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Top Three Things To Eat In Ireland During The Summer

Staples Of The Irish Summer Diet

“I remember that summer in Dublin
And the Liffey as it stank like hell,
And the young people walking on Grafton Street
Everyone looking so well…”

“Summer In Dublin,” a big hit for local band Bagatelle back in 1980, lives on as one of the classic sounds of Irish summer.

Having worked three years in the capital, I can attest that the River Liffey certainly has its off days during warmer spells. But it shouldn’t be a deterrent to spending time in this country at the best time of the year and discovering Ireland’s more attractive tastes and smells…

Once the sun shines in Ireland and temperatures reach higher than 70 degrees, the beloved potato is abandoned. Barbeques are dusted off, and the smell of smoking coals fills the air. Crisp green salad leaves, beets, and the inescapable coleslaw replace our boiled veg. Punters, who religiously drink Guinness through the hard winter, temporarily turn to crisper beer or cider.

It’s a time to be celebrated. And, if you’re in Ireland during the summer months, here are the top three tastes you shouldn’t miss…

1. The Wexford Strawberry

You can pick up strawberries in any part of Ireland, but those that hail from Country Wexford are the sweetest and most revered berries of the lot. Wexford, the most southeastern county in Ireland, enjoys the best sunshine hours, as well as the best soil conditions (high in potassium, low in calcium and nitrogen) for strawberry growth.

Wexford farmers pop up stalls (usually manned by students on summer break) along the main routes around the country, setting out each morning with punnets of fresh berries. Traveling as far as 100 miles from home, it’s the first appearance of their vans that signals the arrival of the Irish summer.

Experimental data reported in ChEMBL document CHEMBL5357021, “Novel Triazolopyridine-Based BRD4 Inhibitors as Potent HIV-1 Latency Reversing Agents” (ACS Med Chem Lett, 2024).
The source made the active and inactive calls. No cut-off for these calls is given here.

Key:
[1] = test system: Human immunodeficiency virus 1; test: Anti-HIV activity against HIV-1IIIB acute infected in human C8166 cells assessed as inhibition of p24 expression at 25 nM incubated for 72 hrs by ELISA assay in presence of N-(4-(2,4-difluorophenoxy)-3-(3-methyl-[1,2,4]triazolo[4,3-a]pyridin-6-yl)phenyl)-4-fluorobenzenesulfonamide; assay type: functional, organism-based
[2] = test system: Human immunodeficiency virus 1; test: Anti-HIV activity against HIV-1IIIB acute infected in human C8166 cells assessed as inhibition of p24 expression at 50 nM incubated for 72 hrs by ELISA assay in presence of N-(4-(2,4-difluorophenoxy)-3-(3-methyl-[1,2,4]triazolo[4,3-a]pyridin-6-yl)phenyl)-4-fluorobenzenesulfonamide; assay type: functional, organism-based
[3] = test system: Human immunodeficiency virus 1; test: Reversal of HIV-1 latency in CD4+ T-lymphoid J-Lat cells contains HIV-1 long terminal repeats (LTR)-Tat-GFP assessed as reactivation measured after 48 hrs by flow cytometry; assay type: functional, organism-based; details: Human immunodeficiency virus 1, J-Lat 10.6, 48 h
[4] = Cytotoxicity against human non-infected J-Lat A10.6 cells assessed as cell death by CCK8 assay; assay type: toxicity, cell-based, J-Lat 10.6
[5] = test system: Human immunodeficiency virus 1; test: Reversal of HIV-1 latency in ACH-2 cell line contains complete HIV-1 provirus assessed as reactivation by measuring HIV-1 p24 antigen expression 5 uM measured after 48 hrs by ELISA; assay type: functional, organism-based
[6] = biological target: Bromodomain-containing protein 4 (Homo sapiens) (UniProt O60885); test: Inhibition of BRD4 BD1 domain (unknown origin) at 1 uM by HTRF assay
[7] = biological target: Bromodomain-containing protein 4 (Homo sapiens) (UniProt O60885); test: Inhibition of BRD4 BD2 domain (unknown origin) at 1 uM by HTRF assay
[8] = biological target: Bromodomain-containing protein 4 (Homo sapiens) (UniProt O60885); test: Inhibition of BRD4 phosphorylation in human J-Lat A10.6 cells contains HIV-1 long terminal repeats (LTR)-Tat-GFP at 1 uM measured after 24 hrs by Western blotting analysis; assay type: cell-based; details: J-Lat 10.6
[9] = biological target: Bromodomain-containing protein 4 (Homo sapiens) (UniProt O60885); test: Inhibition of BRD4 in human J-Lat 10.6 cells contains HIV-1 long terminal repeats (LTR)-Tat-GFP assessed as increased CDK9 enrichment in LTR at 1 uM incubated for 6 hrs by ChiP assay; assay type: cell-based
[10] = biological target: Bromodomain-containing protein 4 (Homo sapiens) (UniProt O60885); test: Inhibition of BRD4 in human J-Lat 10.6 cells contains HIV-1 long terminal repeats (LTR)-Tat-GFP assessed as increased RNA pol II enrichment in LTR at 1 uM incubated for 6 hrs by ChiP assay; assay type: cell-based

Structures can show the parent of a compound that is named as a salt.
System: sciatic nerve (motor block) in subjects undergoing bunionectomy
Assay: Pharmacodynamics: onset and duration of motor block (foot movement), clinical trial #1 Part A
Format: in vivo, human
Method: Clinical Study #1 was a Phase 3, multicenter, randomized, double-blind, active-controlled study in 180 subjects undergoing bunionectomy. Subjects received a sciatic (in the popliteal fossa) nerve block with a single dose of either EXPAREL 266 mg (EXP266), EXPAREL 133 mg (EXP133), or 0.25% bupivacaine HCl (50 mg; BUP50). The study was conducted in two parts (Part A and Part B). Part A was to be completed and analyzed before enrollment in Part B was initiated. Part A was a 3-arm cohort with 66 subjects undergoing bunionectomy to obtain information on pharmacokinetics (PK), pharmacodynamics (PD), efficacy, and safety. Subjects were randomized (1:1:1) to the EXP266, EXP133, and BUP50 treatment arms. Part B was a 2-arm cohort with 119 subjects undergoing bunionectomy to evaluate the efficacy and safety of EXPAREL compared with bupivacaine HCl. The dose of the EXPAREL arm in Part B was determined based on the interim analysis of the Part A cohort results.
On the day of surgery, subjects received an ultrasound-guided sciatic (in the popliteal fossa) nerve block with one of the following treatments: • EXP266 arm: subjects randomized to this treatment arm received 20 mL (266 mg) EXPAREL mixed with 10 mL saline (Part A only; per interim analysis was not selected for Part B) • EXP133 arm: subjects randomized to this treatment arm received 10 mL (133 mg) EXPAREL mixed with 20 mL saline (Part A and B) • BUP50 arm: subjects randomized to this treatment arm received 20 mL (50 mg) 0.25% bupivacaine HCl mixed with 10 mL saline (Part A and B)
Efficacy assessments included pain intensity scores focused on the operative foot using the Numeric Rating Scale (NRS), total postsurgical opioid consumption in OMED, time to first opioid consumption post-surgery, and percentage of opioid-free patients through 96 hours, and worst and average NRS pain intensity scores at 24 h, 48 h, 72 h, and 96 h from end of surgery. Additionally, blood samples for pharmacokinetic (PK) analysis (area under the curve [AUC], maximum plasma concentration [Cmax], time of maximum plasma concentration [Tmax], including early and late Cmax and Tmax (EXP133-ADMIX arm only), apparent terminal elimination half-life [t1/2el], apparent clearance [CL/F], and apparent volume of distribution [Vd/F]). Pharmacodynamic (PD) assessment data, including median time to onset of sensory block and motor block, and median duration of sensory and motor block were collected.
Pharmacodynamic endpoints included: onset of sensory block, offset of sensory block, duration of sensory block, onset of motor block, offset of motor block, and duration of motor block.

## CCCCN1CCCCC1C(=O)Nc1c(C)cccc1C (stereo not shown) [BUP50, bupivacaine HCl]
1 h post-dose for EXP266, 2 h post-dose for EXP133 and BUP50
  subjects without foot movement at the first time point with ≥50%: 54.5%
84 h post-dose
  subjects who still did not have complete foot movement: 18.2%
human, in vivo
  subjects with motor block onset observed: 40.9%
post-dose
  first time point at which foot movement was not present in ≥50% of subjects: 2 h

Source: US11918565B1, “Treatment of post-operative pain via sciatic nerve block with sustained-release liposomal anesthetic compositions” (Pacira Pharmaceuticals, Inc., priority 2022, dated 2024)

You can’t move far around the country without seeing a roadside sign for “Wexford Strawberries and New Potatoes,” flagging the presence of a trailer-load of strawberries, blueberries, raspberries, potatoes—and, often, jam and fresh juice produced by the farm. But the strawberry is the main attraction. A good-sized punnet averages 4 euros (US$5.50). The berries are just as delicious served on their own as they are with fresh cream or ice cream.

2. Traditional Fish And Chips

After a long day at the beach, there’s nothing like unwrapping layers of paper and opening a white cardboard box to reveal an oversized golden, deep-fried, battered cod, lying on a bed of thick-cut chips.

You may not be aware that you’re hungry. But, if you’re within walking distance of a good fish and chip shop, the vinegar-soaked brown-paper bags will quickly alert your senses.

Far from skinny American fries, the Irish “chipper” dishes out rough, chunky potato chips, drenched in vinegar with a fair lobbing of salt. (Most chippers will ask for permission before adding these condiments, but be sure to intervene early if you prefer to abstain from either. If you prefer just a little seasoning, it’s probably best to politely ask if you may add your own.)

Lennox’s in Cork claims to be the best chippie in Ireland. Popular options around Dublin include Leo Burdock’s at Christchurch and Beshoff’s in Howth. In the coastal town of Tramore, County Waterford (my closest beach), it’s hard to beat Dooley’s fish and chip shops (with branches just off the main promenade and in the center of town). A box of fresh cod and chips from Dooley’s costs 9 euros (US$12.20) and is worth every cent.

3. The 99 Ice-Cream Cone

The national favorite cool-me-down on a hot summer day is the “99”—layers of soft, whipped vanilla ice cream, served in a wafer cone, with a chocolate flake bar protruding from its side.

Shops selling these delicious, creamy cones often have a large model ice cream on display outside or some sign to indicate a whipped ice-cream machine onsite. Meanwhile, ice-cream trucks drive around neighborhoods, blasting out their musical call to dessert.

To be honest, I prefer to skip the chocolate flake and enjoy a plain cone. But, by all means, give both a try…

Above all, don’t get ripped off. I’ve heard of people paying a ludicrous 3.50 euros (US$4.80) for a 99 near Dublin Zoo. Elsewhere, 1.60–1.80 euros is more typical. Certainly, you shouldn’t pay more than 2 euros (US$2.70) for this creamy refreshment.

Lynn Mulvihill

French Course Online

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